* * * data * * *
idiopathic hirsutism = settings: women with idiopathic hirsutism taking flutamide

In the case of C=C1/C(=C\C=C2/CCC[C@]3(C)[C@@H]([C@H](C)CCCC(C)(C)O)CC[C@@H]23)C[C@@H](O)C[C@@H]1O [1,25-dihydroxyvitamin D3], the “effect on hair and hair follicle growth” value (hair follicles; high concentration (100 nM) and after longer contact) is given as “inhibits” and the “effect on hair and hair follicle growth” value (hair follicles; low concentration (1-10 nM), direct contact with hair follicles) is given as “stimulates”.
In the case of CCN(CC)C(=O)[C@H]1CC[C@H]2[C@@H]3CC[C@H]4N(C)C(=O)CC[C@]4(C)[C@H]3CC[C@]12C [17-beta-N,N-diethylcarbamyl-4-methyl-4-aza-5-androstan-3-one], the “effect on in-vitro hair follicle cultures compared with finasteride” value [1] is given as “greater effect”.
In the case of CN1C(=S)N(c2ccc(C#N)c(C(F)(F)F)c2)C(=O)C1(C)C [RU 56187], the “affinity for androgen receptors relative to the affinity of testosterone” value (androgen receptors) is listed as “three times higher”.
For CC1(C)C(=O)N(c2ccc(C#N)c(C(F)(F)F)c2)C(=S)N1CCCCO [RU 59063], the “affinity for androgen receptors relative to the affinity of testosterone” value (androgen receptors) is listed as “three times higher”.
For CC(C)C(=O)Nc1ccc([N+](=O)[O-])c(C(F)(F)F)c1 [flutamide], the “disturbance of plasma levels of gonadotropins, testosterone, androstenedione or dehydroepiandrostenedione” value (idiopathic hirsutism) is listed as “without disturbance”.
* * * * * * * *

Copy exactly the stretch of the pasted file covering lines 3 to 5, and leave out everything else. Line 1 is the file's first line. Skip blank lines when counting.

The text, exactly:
In the case of CCN(CC)C(=O)[C@H]1CC[C@H]2[C@@H]3CC[C@H]4N(C)C(=O)CC[C@]4(C)[C@H]3CC[C@]12C [17-beta-N,N-diethylcarbamyl-4-methyl-4-aza-5-androstan-3-one], the “effect on in-vitro hair follicle cultures compared with finasteride” value [1] is given as “greater effect”.
In the case of CN1C(=S)N(c2ccc(C#N)c(C(F)(F)F)c2)C(=O)C1(C)C [RU 56187], the “affinity for androgen receptors relative to the affinity of testosterone” value (androgen receptors) is listed as “three times higher”.
For CC1(C)C(=O)N(c2ccc(C#N)c(C(F)(F)F)c2)C(=S)N1CCCCO [RU 59063], the “affinity for androgen receptors relative to the affinity of testosterone” value (androgen receptors) is listed as “three times higher”.